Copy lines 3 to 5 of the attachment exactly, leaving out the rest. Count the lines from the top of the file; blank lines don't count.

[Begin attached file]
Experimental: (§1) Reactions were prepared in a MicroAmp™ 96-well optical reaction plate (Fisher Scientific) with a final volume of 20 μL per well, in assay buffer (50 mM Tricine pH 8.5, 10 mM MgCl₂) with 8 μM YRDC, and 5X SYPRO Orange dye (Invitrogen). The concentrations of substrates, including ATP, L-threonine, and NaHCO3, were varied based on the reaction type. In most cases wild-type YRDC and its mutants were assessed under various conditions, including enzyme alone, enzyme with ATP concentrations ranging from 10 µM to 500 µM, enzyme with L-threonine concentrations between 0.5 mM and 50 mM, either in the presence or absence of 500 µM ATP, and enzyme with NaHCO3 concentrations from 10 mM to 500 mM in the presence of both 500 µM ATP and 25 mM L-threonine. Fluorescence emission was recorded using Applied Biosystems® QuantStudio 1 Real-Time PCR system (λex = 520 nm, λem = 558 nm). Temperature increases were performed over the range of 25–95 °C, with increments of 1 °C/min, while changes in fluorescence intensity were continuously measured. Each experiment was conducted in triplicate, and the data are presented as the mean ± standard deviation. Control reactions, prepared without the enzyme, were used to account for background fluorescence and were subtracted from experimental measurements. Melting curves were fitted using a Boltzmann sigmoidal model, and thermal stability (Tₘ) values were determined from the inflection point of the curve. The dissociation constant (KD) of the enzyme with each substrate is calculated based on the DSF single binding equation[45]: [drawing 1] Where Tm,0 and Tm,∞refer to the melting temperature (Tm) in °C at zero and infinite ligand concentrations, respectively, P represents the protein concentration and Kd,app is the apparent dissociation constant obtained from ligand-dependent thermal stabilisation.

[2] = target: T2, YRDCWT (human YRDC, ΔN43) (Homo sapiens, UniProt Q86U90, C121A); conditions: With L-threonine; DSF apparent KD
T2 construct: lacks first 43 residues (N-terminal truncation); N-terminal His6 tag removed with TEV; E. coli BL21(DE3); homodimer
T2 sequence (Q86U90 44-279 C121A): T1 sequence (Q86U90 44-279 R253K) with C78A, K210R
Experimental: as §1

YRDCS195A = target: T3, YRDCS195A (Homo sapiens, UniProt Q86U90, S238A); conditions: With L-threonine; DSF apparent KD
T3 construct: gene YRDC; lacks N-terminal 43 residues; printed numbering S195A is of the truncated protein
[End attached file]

T2 construct: lacks first 43 residues (N-terminal truncation); N-terminal His6 tag removed with TEV; E. coli BL21(DE3); homodimer
T2 sequence (Q86U90 44-279 C121A): T1 sequence (Q86U90 44-279 R253K) with C78A, K210R
Experimental: as §1